Leasing a vehicle may also be an option and can be a particularly cost-effective way of owning a car for business purposes. Leasing a car has the advantage of ensuring that the car is up to date, as lease agreements often require the car to be replaced after a certain period of time.

Fuel Costs

Fuel costs are an important consideration when owning a company car. The cost of fuel will depend on the make and model of the car and the type of fuel used. It is important to consider the average fuel cost when making a decision as to which car to purchase, as this will ensure that the costs of running the car are accurately estimated.
It is also important to consider fuel efficiency when choosing a company car. An efficient car is more likely to be more cost-effective in the long run, as it will reduce the amount of fuel consumed and therefore the overall running costs.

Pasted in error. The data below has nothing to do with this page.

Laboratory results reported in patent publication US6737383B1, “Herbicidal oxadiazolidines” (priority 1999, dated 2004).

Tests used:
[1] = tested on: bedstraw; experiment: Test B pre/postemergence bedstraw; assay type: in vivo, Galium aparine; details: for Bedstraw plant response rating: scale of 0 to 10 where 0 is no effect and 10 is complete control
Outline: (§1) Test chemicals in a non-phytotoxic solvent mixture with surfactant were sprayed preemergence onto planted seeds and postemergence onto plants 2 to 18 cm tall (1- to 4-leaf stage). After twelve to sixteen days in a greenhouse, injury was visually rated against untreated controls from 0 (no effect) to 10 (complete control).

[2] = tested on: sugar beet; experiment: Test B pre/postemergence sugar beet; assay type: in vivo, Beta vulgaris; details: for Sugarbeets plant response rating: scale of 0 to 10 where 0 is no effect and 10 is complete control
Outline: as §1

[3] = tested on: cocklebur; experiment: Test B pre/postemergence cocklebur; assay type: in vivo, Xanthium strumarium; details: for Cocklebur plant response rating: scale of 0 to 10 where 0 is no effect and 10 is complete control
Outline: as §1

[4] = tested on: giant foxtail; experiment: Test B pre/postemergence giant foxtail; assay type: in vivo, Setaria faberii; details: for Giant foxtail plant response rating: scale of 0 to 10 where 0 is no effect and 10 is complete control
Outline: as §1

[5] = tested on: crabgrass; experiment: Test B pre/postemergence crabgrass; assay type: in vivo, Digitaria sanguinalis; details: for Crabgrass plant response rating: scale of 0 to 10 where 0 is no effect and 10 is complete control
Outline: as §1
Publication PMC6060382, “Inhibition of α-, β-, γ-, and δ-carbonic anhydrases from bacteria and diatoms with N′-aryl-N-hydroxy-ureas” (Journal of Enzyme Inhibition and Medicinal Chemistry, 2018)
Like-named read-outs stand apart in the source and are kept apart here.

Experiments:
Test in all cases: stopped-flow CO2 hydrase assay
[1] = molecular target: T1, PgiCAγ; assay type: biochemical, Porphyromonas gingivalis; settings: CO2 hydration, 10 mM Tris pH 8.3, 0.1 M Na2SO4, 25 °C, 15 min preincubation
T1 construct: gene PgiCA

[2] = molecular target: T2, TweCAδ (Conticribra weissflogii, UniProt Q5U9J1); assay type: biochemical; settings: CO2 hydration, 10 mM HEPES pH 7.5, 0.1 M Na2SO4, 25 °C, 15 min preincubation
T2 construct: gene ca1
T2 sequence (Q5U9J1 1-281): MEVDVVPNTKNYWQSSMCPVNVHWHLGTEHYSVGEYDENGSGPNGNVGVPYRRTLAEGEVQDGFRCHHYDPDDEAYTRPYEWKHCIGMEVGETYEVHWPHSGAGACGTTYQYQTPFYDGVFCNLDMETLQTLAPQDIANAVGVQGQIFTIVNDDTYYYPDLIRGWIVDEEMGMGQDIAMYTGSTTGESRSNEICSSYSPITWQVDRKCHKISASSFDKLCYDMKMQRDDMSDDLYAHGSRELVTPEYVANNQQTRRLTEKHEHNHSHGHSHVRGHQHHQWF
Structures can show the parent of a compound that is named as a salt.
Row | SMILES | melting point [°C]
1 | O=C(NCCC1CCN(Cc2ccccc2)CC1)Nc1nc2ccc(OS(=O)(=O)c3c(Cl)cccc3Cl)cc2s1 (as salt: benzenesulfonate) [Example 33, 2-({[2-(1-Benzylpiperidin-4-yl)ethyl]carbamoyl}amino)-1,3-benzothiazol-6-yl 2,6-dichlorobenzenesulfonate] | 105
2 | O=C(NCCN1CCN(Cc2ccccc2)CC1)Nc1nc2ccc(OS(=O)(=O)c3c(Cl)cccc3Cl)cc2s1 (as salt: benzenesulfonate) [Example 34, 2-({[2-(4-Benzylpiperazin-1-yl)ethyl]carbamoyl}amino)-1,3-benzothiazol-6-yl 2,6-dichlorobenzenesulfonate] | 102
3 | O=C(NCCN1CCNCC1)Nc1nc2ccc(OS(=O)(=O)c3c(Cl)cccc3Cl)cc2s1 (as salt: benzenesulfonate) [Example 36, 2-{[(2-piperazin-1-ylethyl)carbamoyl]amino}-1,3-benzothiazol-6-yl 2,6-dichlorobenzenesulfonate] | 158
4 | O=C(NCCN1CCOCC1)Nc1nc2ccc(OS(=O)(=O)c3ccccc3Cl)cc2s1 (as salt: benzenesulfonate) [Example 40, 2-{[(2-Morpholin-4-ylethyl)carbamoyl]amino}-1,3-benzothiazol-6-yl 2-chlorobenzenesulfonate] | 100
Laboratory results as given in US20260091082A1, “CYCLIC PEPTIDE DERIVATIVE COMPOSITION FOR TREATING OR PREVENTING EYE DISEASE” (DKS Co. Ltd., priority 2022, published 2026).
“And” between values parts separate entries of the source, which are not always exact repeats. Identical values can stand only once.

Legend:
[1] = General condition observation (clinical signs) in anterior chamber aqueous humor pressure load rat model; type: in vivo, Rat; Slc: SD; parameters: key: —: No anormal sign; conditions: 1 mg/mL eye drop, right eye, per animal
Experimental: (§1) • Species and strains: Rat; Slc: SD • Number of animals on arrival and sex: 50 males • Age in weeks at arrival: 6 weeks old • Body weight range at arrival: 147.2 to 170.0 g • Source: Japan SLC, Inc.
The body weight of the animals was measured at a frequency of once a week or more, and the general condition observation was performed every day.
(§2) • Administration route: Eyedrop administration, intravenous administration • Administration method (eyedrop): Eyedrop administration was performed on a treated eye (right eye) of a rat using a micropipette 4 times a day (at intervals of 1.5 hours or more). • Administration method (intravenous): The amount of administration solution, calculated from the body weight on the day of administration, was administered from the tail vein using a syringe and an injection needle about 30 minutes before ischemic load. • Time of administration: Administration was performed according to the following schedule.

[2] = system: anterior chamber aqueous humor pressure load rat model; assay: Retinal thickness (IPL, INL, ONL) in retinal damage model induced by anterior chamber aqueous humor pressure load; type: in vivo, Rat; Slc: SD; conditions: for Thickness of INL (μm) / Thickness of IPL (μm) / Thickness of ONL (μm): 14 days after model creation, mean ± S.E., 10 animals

Conclusion

Owning a company car has a number of associated costs, including tax liabilities, vehicle excise duty, capital allowance, servicing costs, insurance and fuel costs. It is important to be aware of all these costs and the associated tax implications in order to ensure that the right level of tax is paid and that the company car is operated in a cost-effective manner.

Marjorie Turcios is a seasoned leader and management expert with over 25 years of experience. She has held various leadership positions in private industry, government, and education. She is an advocate for creating win-win solutions and has worked to create successful, lasting change in corporations and organizations. Marjorie is an award-winning author of several books on leadership, mentoring and coaching, and effective communication skills. Her passion is to help others discover their potential and reach new heights in their professional life through her writings. Marjorie resides in Dallas, Texas where she enjoys spending time with her family, traveling to different places around the world, and speaking at conferences about her areas of expertise.